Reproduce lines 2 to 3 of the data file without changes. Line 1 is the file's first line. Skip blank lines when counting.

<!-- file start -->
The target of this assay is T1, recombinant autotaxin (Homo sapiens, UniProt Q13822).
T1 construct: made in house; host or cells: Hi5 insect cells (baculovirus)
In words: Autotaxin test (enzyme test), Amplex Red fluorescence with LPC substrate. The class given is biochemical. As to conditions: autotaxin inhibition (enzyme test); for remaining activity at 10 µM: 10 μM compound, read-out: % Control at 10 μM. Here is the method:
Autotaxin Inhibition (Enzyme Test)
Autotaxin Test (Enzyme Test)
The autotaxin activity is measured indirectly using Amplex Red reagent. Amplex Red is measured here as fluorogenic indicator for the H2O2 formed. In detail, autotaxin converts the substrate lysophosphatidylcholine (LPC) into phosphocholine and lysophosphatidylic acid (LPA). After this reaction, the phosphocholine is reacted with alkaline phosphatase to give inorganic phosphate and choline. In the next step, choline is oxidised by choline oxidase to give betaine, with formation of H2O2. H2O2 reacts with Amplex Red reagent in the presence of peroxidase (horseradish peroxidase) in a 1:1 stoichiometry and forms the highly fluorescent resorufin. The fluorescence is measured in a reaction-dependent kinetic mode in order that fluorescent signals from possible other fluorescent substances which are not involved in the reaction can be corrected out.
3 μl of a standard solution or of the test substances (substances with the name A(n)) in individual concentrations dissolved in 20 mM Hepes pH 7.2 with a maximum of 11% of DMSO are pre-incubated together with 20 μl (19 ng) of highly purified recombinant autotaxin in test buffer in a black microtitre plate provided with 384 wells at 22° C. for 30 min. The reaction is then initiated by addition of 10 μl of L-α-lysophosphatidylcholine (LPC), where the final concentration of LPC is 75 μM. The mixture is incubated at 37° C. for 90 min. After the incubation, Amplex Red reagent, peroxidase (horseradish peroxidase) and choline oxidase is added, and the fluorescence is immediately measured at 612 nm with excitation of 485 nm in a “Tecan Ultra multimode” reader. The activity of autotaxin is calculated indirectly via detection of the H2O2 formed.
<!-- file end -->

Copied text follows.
T1 construct: made in house; host or cells: Hi5 insect cells (baculovirus)
In words: Autotaxin test (enzyme test), Amplex Red fluorescence with LPC substrate. The class given is biochemical. As to conditions: autotaxin inhibition (enzyme test); for remaining activity at 10 µM: 10 μM compound, read-out: % Control at 10 μM. Here is the method: